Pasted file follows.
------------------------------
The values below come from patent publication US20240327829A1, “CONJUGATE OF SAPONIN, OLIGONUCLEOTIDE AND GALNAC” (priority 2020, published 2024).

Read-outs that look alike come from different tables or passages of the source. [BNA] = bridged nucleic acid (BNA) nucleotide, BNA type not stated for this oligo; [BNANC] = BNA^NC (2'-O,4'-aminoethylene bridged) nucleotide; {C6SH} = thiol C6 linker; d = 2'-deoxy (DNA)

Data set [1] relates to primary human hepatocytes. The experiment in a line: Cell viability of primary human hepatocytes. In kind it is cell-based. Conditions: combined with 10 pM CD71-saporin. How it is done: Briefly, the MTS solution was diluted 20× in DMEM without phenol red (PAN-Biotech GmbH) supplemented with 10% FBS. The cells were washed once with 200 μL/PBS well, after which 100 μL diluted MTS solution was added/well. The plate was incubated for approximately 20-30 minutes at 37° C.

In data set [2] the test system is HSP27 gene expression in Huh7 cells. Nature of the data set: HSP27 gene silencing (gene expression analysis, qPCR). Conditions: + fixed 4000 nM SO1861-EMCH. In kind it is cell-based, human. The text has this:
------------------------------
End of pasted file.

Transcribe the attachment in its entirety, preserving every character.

The values below come from patent publication US20240327829A1, “CONJUGATE OF SAPONIN, OLIGONUCLEOTIDE AND GALNAC” (priority 2020, published 2024).

Read-outs that look alike come from different tables or passages of the source. [BNA] = bridged nucleic acid (BNA) nucleotide, BNA type not stated for this oligo; [BNANC] = BNA^NC (2'-O,4'-aminoethylene bridged) nucleotide; {C6SH} = thiol C6 linker; d = 2'-deoxy (DNA)

Data set [1] relates to primary human hepatocytes. The experiment in a line: Cell viability of primary human hepatocytes. In kind it is cell-based. Conditions: combined with 10 pM CD71-saporin. How it is done: Briefly, the MTS solution was diluted 20× in DMEM without phenol red (PAN-Biotech GmbH) supplemented with 10% FBS. The cells were washed once with 200 μL/PBS well, after which 100 μL diluted MTS solution was added/well. The plate was incubated for approximately 20-30 minutes at 37° C.

In data set [2] the test system is HSP27 gene expression in Huh7 cells. Nature of the data set: HSP27 gene silencing (gene expression analysis, qPCR). Conditions: + fixed 4000 nM SO1861-EMCH. In kind it is cell-based, human. The text has this: